Prevention of mastitis (inflammation of the udder which can result in abnormal milk) in dairy goats begins long before a producer of milk even considers it to be a problem. Feeding caprine kids milk, without the benefit of pasteurization, from does who are infected can spread mastitis to doelings months before they are mature enough to breed and develop a functioning mammary system of their own. Allowing kids to nurse dams, or to steal milk from their mother’s affected herd mates, presents vectors for transmission that a herdsman may be unaware of in sub-clinical cases-long before the diseased udder becomes acute and is presented for treatment. Spread of infectious bacteria from dam to daughter and laterally by kids nursing multiple milkers is a high consideration in determination of heard health practices. In addition to the spread of mastitis causing bacteria by these methods, examination of milking practices in the parlor causes us at Nickel’s Dairy Goats, Clark, Missouri, to be very careful in the procedures and products we use to safeguard the udders of does in our herd.
The teat is designed to be wonderfully effective in prevention of the entry into the udder of bacteria from the environment. It has a small opening in the end, which is supple enough to allow the passage of milk out while closing small enough to prevent dirt from coming in. The skin of the teat remains elastic and smooth under most conditions, presenting a surface that is resistant to bacteria. The waxy plug at the end, and waxy canal lining is somewhat germicidal, so after an hour or so from milking it has reformed an impenetrable barrier to most pathogens. That this is true, and that it creates a system that works well, is evident in the number of mammaries that are milked and the number of days that we milk them in comparison with the few cases of mastitis needing treatment over time.
Preserving the elasticity and smoothness of the teat skin is considered when man-made products are used to prevent chapping and sunburn. Bag Balm is useful and easily applied when needed after milking in times of adverse weather. Cracked and flaking skin on teats and udder harbors bacteria and dirt which may be introduced during the milking process. Prewashing when milking lowers the bacteria gathered from the environment. We like to use a germicidal wash in warm water applied with a single use paper towel. Nolvasan is gentle on the skin and effective against bacterial agents as well. The thought of the udder as a large reservoir which is kept at a perfect temperature to grow bacteria, helps us see that it is essential to prevent contamination.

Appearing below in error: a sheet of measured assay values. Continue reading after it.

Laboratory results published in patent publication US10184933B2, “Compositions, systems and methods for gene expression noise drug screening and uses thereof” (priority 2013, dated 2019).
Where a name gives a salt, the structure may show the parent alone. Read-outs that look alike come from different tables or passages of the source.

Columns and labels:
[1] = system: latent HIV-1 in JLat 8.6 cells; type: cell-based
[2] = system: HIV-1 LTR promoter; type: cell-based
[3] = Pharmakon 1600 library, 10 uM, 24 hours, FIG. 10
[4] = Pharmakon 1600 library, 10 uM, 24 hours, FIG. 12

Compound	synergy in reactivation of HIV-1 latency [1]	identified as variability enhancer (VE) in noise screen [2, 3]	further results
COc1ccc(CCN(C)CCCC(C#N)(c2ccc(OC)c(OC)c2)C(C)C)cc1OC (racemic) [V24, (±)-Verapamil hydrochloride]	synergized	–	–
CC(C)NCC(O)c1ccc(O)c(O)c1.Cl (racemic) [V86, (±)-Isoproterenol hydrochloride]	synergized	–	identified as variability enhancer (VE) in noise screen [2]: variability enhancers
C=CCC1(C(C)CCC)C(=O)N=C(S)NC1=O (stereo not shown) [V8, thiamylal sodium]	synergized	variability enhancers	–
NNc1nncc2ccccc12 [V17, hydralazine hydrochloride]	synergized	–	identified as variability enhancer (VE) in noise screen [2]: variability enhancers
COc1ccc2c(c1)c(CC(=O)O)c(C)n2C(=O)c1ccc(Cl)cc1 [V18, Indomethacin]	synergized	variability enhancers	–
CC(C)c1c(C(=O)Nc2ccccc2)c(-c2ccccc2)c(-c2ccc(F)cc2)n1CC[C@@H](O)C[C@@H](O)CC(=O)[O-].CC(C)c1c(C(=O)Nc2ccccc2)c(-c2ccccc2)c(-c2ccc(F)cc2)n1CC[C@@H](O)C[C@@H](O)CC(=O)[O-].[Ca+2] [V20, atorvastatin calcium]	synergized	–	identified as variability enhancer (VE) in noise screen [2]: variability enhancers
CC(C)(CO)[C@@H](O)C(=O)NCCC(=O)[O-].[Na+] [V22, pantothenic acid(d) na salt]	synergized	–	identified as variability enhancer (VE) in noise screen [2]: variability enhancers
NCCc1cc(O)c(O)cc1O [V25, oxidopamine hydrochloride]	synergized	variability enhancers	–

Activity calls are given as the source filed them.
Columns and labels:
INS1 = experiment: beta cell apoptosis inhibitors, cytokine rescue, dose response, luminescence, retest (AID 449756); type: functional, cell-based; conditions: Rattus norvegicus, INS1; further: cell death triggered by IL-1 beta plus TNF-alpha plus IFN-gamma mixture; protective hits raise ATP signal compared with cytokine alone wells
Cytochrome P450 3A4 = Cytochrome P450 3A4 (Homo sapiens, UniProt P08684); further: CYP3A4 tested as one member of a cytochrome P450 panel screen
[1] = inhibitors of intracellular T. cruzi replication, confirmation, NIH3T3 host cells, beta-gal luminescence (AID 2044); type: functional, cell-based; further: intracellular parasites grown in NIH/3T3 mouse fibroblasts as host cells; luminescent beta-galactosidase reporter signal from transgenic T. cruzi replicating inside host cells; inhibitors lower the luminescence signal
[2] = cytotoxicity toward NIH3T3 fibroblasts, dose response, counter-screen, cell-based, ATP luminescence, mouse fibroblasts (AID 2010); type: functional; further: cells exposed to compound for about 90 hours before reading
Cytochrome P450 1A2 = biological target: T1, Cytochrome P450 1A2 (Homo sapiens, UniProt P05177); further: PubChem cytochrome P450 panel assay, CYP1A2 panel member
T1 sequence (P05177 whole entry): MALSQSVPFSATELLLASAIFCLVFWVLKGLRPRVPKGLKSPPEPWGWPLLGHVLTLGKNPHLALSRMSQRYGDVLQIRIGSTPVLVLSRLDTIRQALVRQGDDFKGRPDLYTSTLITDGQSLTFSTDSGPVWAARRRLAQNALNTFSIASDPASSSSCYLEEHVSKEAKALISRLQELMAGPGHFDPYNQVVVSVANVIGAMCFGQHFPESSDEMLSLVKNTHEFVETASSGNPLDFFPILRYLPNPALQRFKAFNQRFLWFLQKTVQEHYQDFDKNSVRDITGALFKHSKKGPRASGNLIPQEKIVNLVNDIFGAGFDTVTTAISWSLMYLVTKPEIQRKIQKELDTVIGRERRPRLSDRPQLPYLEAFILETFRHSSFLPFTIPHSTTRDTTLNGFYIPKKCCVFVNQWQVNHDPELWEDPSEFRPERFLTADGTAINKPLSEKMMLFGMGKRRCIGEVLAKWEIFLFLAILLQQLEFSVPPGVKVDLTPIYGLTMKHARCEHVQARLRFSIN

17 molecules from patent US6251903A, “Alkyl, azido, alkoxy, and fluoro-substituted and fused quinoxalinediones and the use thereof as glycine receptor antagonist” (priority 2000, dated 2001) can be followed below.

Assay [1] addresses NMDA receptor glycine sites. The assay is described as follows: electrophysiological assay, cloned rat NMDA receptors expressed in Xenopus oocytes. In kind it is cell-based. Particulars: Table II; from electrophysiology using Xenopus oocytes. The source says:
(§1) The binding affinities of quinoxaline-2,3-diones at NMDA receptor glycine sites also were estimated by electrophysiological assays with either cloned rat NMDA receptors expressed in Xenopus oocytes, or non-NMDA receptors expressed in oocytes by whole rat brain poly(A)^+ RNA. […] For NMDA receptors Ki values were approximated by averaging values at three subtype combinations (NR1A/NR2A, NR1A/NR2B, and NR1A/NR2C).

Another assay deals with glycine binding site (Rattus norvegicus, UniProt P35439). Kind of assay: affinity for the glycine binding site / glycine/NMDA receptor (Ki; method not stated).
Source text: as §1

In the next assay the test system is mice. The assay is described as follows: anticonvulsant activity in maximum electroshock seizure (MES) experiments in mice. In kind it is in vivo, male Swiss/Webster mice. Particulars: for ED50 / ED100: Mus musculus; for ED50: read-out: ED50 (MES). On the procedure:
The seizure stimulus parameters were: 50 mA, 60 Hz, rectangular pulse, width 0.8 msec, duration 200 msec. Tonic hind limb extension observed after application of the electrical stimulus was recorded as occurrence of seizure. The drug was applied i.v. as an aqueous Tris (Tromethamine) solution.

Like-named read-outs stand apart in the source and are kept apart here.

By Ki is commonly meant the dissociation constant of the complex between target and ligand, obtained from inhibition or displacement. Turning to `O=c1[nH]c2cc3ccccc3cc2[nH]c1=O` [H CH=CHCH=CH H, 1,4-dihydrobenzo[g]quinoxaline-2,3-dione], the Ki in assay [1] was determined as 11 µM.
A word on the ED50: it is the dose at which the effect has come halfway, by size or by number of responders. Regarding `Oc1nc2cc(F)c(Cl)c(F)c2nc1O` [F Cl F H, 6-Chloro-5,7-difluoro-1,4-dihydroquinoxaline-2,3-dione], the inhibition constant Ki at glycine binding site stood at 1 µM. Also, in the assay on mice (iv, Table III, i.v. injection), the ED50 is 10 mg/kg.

The waxy surface on teat ends and in the teat canal must be undisturbed if it is to do its job. Nolvasan is an effective cleaning agent that does not disturb the continuity of this barrier. Over the years we have had people tell us that they make their own prewash usually incorporating bleach or iodine as the germicidal. While I have no doubt that these chemical agents are germicidal, I also know that they are caustic to skin and the wax of the teat plug. In the vigorous manner in which bleach and iodine destroy cells they are likely to destroy the doe’s natural defenses against environmental bacteria as well. The end result is often a case of mastitis instead of the prevention one is hoping for.
The careful dairy goat manager should draw milk only from clean udders. Likewise, only sanitized udders should be milked. Milk only with clean, sanitized hands. Using single-use paper towels for washing and drying udders prior to milking, minimizes the lateral spread of bacteria in the milk room. The milker not only dips the paper towel into the udder wash to prepare each doe but dips his or her hands as well. Human skin is porous and a good vector of disease if not properly disinfected. Each doe should be dried completely before she is milked by machine or by hand. Milking only until the flow of milk stops is also an important part of udder health.
When the udder is empty, a final massage by hand helps to prevent growth of any bacteria introduced. Over-milking can be a factor in destroying the waxy layer of the teat canal or teat end and create stress on the skin which might allow bacteria to enter. Even when letting a machine do the work the milker must be aware of when the udder is empty. Paying strict attention to the amount of vacuum actually delivered to the inflation is an essential part of machine maintenance for mastitis prevention.